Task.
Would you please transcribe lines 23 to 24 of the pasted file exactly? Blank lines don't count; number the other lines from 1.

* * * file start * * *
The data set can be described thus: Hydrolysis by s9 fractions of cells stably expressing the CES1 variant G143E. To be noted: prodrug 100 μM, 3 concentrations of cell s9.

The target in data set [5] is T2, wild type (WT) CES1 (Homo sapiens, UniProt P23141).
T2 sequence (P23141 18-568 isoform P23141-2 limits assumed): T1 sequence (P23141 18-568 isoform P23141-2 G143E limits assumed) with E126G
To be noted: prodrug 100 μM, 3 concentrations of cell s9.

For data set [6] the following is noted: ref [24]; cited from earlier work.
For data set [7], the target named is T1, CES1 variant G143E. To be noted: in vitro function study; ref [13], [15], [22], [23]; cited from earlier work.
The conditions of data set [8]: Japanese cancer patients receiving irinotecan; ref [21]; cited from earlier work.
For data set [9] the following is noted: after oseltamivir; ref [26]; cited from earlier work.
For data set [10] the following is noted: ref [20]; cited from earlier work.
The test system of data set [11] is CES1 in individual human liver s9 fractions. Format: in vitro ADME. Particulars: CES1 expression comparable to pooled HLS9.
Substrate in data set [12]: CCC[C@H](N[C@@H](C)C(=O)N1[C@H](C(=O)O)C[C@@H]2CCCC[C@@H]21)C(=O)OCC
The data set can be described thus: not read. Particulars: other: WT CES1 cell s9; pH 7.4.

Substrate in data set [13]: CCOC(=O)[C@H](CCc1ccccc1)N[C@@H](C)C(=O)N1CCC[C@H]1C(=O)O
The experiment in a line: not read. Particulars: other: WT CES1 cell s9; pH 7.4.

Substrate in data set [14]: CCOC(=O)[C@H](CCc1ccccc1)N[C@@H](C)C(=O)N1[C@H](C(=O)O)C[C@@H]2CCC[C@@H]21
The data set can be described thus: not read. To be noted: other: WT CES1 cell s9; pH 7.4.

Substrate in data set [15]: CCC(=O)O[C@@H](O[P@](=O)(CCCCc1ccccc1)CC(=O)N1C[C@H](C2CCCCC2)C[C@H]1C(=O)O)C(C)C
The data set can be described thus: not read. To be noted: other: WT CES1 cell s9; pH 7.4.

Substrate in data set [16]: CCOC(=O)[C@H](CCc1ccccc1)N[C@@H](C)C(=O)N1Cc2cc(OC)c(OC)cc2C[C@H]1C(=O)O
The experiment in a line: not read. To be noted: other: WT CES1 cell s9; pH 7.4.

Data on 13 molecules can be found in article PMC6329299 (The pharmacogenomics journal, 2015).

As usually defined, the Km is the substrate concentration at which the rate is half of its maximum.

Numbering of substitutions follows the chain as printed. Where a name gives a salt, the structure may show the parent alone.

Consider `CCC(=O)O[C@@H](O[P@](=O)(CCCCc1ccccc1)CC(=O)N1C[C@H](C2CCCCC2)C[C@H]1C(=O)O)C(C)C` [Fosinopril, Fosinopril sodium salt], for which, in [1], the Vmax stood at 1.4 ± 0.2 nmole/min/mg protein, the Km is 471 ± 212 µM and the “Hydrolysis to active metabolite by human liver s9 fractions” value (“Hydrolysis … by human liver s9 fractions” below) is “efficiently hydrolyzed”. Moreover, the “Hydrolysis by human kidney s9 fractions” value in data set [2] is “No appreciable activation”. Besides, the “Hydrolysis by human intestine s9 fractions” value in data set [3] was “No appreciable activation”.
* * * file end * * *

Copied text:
Numbering of substitutions follows the chain as printed. Where a name gives a salt, the structure may show the parent alone.

Consider `CCC(=O)O[C@@H](O[P@](=O)(CCCCc1ccccc1)CC(=O)N1C[C@H](C2CCCCC2)C[C@H]1C(=O)O)C(C)C` [Fosinopril, Fosinopril sodium salt], for which, in [1], the Vmax stood at 1.4 ± 0.2 nmole/min/mg protein, the Km is 471 ± 212 µM and the “Hydrolysis to active metabolite by human liver s9 fractions” value (“Hydrolysis … by human liver s9 fractions” below) is “efficiently hydrolyzed”. Moreover, the “Hydrolysis by human kidney s9 fractions” value in data set [2] is “No appreciable activation”. Besides, the “Hydrolysis by human intestine s9 fractions” value in data set [3] was “No appreciable activation”.